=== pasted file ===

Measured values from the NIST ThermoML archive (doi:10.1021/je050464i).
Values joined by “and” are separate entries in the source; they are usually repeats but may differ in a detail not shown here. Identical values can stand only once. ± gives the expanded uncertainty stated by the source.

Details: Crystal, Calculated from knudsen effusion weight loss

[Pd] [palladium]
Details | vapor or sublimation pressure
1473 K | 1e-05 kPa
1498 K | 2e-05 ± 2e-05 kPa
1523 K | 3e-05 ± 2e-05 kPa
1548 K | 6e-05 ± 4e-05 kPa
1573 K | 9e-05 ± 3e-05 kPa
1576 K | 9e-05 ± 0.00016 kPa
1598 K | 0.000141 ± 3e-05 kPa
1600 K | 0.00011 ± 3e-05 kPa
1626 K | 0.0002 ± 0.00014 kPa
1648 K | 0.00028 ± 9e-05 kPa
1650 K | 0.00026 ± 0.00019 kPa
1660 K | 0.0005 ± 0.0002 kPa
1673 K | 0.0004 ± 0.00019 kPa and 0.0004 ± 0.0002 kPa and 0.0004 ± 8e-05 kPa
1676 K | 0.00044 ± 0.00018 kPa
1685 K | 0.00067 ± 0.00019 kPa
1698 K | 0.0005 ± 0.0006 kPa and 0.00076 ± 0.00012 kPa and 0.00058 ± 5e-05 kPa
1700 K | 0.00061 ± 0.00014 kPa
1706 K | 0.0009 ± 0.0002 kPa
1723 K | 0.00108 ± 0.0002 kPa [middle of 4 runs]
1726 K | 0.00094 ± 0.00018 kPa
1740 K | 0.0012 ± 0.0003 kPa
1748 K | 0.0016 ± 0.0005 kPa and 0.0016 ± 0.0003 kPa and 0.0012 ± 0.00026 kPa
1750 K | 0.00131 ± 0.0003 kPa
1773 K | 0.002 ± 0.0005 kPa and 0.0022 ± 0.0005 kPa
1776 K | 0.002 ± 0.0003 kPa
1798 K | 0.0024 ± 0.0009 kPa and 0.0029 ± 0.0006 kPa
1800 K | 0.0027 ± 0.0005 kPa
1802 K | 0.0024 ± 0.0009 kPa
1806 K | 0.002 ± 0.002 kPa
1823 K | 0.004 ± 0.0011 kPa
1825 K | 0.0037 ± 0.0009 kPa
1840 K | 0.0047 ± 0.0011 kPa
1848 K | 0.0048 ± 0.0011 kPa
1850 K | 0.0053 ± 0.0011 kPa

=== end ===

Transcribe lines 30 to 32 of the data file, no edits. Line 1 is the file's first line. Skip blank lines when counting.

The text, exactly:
1776 K | 0.002 ± 0.0003 kPa
1798 K | 0.0024 ± 0.0009 kPa and 0.0029 ± 0.0006 kPa
1800 K | 0.0027 ± 0.0005 kPa